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Moby - From the Basement
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Moby - From the Basement

Collaborating with a cellist and a superb trio of vocalists (featuring Inyang Bassey), an unassuming Moby transforms several hit songs in an illuminating performance filmed for Nigel Godrich’s “From the Basement” series. 

Moby Shares the Spotlight

3 Min Read

Ever since Moby became basically the first electronic-music rock star in the ‘90s, he has approached the job with reluctance, refusing to upgrade from his bald-with-horn-rimmed-glasses-and-T-shirt look. For this performance on Radiohead producer Nigel Godrich’s show “From the Basement,” the DJ is content to be a soft-spoken sideman, strumming an acoustic guitar on his signature hits “Natural Blues” and “Why Does My Heart Feel So Bad?” while ceding the vocals to the superb Inyang Bassey.

Moby teases this understated approach from the beginning of the five-song, 23-minute set, as his all-female band of three singers and a cellist is warming up. “You got a big-ass mic, Moby,” Bassey tells him. A deadpan Moby replies: “Thank you.”

The performance reflects the period when Moby was sampling old blues and gospel field recordings for his smash 1999 album “Play,” then followed it up with the reflective single “We Are All Made of Stars.” Opening the “Basement” performance with that 2002 hit, Moby stays true to character, providing the backbone with his flat, unaffected vocals and bluesy guitar-playing and allowing singers Bassey, Julie Mintz and Mindy Jones to turn it into an R&B rave-up. The song seemed like David Bowie-lite in 2002, but this band finds unexpected depth and soul: “Slowly rebuilding/I feel it in me/Growing in numbers/Growing in peace,” Moby sings.

Moby falls even further into the background on the second song, the folk classic “Will the Circle Be Unbroken,” in which Bassey takes over so completely that the performance should bear her name. Moby sings on just one other song, “Porcelain,” his 2000 hit about breakup and depression that begins: “In my dreams I’m dying all the time/Then I wake, it’s kaleidoscopic mind.” In lieu of the samples and swirling electronic sounds of the original, Moby and Bassey fall back on call and response, alternating between Moby’s almost droney verses and Bassey’s warmly evocative “hey, hey, woman, it’s all right.” Throughout this song, and the rest of the set, Adrienne Woods’ cello provides a gravitas that recalls Nirvana’s famed “MTV Unplugged in New York” set.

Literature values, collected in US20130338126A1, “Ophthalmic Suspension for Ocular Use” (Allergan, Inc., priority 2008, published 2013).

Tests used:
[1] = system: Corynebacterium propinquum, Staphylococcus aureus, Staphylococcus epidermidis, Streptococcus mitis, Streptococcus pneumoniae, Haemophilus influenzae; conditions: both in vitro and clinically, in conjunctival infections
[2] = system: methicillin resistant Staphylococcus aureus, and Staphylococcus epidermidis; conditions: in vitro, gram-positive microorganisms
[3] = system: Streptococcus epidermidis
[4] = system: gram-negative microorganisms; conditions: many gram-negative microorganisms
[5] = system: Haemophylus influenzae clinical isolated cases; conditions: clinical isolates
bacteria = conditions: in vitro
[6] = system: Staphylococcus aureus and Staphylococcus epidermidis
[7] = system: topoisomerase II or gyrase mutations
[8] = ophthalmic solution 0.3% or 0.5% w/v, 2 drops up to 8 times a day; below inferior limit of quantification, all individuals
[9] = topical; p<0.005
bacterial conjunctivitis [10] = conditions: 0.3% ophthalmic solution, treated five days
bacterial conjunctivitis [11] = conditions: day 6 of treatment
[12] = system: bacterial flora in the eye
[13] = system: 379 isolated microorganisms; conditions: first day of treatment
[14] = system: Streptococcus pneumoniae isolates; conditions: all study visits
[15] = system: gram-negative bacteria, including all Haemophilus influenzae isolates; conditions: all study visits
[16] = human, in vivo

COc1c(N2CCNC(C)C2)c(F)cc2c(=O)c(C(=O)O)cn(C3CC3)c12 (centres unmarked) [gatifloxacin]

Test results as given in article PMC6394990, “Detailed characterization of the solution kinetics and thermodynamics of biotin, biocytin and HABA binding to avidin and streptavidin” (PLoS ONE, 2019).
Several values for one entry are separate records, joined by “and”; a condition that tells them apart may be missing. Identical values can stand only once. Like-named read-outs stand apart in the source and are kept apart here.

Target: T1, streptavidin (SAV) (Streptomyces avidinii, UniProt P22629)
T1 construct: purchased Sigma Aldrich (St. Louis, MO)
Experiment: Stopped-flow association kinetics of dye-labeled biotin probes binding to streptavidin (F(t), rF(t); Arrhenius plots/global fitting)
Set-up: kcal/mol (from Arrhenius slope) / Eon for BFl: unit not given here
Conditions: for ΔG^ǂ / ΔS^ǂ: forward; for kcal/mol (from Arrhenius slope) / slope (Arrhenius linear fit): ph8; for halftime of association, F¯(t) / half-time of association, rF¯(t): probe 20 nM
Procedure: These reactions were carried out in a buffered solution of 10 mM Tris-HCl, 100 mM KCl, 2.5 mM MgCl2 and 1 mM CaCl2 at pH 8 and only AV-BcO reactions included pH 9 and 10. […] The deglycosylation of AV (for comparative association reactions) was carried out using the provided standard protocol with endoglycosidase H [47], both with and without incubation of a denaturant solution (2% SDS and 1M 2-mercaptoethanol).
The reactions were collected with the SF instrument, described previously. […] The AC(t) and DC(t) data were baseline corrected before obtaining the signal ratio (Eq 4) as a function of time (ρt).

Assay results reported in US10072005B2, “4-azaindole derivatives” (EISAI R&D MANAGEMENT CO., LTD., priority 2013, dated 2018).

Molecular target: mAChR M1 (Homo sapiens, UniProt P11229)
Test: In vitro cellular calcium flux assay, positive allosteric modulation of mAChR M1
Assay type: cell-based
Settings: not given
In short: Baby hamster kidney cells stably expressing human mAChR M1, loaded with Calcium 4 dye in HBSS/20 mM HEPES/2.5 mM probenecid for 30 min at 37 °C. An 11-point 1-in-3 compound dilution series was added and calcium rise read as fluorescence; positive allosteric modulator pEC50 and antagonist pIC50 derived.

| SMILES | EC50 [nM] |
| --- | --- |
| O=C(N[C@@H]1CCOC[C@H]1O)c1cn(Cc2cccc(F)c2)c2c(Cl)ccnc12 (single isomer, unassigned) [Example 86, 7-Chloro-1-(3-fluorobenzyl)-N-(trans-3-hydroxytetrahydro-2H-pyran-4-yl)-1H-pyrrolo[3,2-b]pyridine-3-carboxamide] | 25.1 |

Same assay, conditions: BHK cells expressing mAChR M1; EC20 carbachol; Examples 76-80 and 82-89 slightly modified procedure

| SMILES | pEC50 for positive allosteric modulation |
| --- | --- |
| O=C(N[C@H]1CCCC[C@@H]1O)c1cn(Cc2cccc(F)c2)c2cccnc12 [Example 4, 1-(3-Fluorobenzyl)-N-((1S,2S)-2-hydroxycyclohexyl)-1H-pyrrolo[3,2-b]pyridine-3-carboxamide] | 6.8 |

But Moby has always been more comfortable with the faceless-DJ approach, usually making samples and effects the focal point of his albums rather than his voice.

Born Richard Melville Hall, Moby took his name from “Moby Dick,” then emerged as perhaps the first star from the early ‘90s rave-and-techno scene. He has flirted with massive fame since then, as “Play” sold more than 12 million copies, and he mixed it up with Eminem on MTV. But Moby has always been more comfortable with the faceless-DJ approach, usually making samples and effects the focal point of his albums rather than his voice. Stripping out the electronica of the originals, he recreates this non-Moby-centric feel in Godrich’s basement.

Moby makes the astute choice in “From the Basement” to focus three out of the five songs on “Play,” which has the sturdiest tracks of any of his albums, and the closing one-two punch of “Natural Blues” and “Why Does My Heart Feel So Bad?” possesses the feel of Beck’s more folky experiments. The difference is Beck is comfortable as the center of attention, while Moby prefers to be a sort of musical director. 

Bassey, who has worked with Moby for years, stands up while Moby is seated; wears a bright-orange dress to Moby’s nondescript white T-shirt; and plays to the camera while Moby stares into the distance. Bassey and the other brilliant backup players turn Moby’s songs, and Godrich’s basement, into a potent mixture of juke joint, arena concert, campfire singalong and, at certain moments, Sunday-morning service.

Steve Knopper is a Billboard editor at large, former Rolling Stone editor, author of “Appetite for Self-Destruction: The Spectacular Crash of the Record Industry in the Digital Age” and “MJ: The Genius of Michael Jackson” and a contributor to The New York Times, Wall Street Journal, Chicago Tribune and many other publications. He lives in Denver, Colorado.

Steve Knopper is a Billboard editor at large, former Rolling Stone editor, author of “Appetite for Self-Destruction: The Spectacular Crash of the Record Industry in the Digital Age” and “MJ: The Genius of Michael Jackson” and a contributor to The New York Times, Wall Street Journal, Chicago Tribune and many other publications. He lives in Denver, Colorado.

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